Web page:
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1.2. In the second thing to be noticed, concerning the beggar on the way to Jericho, namely, his immediate application for help, under the sense of his blindness, to Him who was able to heal him. 'They told him, that Jesus of Nazareth passeth by. And he cried, saying, Jesus, thou Son of David, have mercy on me.' Jesus of Nazareth! His fame was now spread abroad. He was approved amply of God, by signs and wonders which he wrought. This blind beggar had heard, that by him * the blind received their sight, and the lame did walk, the lepers were cleansed, and the deaf did hear, the dead were raised up, and the poor had the Gospel preached to them.' Of his character as the Messiah, he had obtained some knowledge ; for he addressed Him as the 'Son of David.' Probably he had heard of his wonderful compassion; that none who sought of him deliverance from misery, however poor, or friendless, or wretched, were turned away. Perhaps he recollected, without understanding the spiritual import, that in the days of the ' Son of David,' the eyes of the blind should be opened. At any rate, he who might heal him, was passing by. He would not wait for a better opportunity. He would not stop to calculate the probability of success. Without asserting any claim to his help; yea, with a consciousness that he had nothing to give, in compensation for his cure, he immediately cast himself upon the pity of the Redeemer: he cried, 'Jesus, thou Son of David, have mercy on me.' And thus should the blind beggar in the spiritual sense seek for deliverance. The fame of Jesus, as the Saviour of sinners, has been spread abroad through all ages. Prophets have proclaimed it. Apostles have declared it. His own miracles of grace have testified it. By raising him from the dead, God hath also approved him unto all men, as his 'Messenger of the covenant' to this lower world, to give salvation to its sinful inhabitants, by the remission of sins. Destitute of the joys and benefits of the light of life, exposed to innumerable perils and privations, poor and friendless,—shall sinful men, when this Messiah, who is 'mighty to save,' passes near them, neglect to call upon him, defer to seek his help? What though they have no claim to his assistance? What though they cannot remunerate his love? He offers his mercy 'without money and without price.' With confidence in the fame they have heard of his almighty power, and the declarations he hath vouchsafed of his authority, they should stretch out their hands to him as needy supplicants, and beg the mercy, which is Jehovah's alms. 'Jesus, thou Son of David, have mercy on us.' They will not cry in vain, if they imitate the blind beggar,—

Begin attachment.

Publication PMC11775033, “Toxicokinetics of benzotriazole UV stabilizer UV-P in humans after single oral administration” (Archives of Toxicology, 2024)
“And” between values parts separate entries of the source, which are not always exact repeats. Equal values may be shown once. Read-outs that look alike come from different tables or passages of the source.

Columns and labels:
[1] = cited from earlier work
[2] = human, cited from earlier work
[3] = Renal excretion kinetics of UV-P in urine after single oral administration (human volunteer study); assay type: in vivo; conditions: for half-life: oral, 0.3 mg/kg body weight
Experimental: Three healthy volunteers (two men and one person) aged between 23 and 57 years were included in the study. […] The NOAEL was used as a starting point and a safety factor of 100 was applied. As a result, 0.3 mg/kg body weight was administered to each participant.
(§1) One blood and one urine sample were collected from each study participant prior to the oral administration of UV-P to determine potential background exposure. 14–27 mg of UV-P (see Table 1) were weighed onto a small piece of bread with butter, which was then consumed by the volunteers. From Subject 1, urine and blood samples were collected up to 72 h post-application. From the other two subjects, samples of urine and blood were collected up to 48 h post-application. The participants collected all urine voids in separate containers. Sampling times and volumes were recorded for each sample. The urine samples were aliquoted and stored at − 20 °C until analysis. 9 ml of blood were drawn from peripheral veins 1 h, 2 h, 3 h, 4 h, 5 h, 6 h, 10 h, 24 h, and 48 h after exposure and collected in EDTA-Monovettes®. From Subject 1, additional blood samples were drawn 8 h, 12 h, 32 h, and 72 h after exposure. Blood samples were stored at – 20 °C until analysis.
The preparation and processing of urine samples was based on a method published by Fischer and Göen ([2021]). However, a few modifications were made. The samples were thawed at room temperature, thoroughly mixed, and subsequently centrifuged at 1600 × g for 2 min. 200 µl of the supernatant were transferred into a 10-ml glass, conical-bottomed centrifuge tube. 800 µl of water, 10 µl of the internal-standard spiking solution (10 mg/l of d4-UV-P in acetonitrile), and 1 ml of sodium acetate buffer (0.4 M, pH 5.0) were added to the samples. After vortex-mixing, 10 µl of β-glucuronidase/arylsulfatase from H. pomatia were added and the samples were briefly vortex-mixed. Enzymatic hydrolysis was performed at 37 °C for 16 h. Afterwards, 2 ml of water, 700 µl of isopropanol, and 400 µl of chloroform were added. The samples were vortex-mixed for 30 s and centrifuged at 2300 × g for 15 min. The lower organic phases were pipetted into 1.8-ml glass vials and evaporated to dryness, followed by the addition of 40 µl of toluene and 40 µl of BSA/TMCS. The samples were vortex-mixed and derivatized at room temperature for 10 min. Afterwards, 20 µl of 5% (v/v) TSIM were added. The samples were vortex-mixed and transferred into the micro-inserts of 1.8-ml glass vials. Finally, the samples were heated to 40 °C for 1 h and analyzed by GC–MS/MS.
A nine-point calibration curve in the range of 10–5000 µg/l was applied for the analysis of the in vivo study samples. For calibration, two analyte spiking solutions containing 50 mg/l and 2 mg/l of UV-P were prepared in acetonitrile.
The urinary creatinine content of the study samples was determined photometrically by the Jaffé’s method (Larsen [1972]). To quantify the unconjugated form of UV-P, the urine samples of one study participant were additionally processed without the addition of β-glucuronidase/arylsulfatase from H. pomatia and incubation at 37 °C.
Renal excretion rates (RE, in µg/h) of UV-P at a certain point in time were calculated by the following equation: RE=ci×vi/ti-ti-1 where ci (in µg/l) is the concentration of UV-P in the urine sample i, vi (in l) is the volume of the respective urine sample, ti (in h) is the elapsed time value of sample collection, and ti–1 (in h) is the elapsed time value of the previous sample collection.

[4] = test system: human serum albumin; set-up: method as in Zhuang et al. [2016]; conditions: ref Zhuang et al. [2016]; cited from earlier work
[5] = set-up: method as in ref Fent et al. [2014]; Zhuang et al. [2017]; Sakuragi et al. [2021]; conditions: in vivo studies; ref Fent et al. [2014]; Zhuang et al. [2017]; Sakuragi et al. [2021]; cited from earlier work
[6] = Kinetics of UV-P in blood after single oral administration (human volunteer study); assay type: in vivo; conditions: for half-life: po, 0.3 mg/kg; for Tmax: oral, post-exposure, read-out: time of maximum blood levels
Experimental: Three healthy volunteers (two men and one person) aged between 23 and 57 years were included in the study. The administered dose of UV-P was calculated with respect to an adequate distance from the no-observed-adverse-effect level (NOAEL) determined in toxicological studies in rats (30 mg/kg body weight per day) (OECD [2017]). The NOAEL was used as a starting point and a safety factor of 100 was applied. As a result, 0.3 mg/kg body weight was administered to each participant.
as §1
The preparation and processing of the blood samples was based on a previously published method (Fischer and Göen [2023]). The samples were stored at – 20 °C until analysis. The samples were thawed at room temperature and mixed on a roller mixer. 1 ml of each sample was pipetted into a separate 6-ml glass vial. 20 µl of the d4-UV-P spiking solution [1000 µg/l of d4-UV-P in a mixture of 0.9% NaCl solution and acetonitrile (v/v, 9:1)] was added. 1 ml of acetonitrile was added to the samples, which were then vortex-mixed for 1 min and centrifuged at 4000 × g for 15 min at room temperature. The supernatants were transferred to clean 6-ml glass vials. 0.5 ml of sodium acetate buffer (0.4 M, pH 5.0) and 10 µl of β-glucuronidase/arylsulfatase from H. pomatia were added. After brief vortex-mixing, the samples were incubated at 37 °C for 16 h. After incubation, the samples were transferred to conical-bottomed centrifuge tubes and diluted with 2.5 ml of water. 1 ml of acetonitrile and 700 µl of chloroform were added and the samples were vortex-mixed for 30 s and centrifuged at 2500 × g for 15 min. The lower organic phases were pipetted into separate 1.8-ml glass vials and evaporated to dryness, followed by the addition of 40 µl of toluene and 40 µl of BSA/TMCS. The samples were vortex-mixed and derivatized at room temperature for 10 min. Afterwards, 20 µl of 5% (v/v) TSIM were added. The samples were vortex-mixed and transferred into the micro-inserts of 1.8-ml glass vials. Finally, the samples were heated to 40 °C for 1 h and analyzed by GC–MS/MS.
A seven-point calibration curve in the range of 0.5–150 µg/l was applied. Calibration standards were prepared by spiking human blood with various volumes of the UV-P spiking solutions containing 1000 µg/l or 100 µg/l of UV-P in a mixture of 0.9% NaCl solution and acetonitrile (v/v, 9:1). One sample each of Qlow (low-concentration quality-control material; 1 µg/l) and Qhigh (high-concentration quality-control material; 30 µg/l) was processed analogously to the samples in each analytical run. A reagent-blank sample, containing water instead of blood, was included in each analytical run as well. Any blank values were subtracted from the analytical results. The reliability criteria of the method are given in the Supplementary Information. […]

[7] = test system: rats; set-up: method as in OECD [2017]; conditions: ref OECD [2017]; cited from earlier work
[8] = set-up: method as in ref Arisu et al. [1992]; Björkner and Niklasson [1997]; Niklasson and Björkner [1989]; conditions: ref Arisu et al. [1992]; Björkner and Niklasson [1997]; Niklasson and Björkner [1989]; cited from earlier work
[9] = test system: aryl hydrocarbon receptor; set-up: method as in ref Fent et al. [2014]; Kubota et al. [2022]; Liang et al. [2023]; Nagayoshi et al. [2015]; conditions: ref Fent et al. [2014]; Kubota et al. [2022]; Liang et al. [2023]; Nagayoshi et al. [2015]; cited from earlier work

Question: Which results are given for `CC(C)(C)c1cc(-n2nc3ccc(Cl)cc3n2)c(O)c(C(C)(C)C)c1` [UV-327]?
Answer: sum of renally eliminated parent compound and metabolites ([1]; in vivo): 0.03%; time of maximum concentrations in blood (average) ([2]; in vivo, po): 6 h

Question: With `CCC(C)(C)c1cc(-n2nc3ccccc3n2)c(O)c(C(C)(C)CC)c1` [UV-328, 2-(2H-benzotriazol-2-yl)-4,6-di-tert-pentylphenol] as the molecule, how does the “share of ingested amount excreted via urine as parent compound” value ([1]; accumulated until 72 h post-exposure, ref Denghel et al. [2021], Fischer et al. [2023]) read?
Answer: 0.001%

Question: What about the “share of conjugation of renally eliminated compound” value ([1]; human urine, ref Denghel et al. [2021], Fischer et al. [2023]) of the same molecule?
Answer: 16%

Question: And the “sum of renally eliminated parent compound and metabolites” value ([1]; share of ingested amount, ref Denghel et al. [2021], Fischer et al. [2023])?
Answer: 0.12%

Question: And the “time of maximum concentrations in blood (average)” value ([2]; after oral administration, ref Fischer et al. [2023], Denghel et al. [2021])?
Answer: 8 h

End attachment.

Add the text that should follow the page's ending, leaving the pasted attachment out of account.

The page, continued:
I. 8. In the third particular to be noticed in him, namely, his perseverance, notwithstanding the obstacles which were thrown in his way. 'And they which went before, rebuked him, that he should hold his peace: but he cried so much the more, Thou Son of David have mercy on me." Great and innumerable are the difficulties which sinners may have to surmount, in coming to Christ. 'How shall I,' says one, who is poor and naked, mean and despised, 'look for a place in the Church of the saints?' " What," says an uncharitable multitude concerning the ignorant and stupid, the blindest and poorest beggar by the way-side, 'can these expect to attract the attention of the Son of God, and to be made heirs of his covenant, and of the household of the Most High? Hold thy peace, wretched sinner, saith the'adversary. Cease from thy prayers, thy hopes, and thy inquiries. Canst thou hope for deliverance whose sins have caused thee to be given up to blindness, who art too wicked to be regarded by God?" Thus the world derides; conscience intimidates; the adversary terrifies. But a sense of his dangers and miseries, and a confidence in the power and mercy of the Saviour, will render the sinner importunate and persevering in his prayers. The pressure upon him of his miseries and danger, together with his apprehension of the power of the Messiah to set him free, will not suffer him to remit his importunity. He will supplicate so much the more earnestly, as God the longer deferreth to deliver him. Like the blind man in the Gospel, whose perseverance is recorded for our instruction, obstacles and delay will add strength to his cries; he will continue to call, till Jesus hears him.